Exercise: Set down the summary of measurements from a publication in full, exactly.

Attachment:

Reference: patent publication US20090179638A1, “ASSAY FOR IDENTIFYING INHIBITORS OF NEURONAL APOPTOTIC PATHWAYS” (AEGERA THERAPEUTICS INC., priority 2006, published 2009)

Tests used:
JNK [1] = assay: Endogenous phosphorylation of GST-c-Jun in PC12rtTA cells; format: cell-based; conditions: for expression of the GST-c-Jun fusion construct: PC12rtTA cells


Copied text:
Reference: patent publication US20090179638A1, “ASSAY FOR IDENTIFYING INHIBITORS OF NEURONAL APOPTOTIC PATHWAYS” (AEGERA THERAPEUTICS INC., priority 2006, published 2009)

Tests used:
JNK [1] = assay: Endogenous phosphorylation of GST-c-Jun in PC12rtTA cells; format: cell-based; conditions: for expression of the GST-c-Jun fusion construct: PC12rtTA cells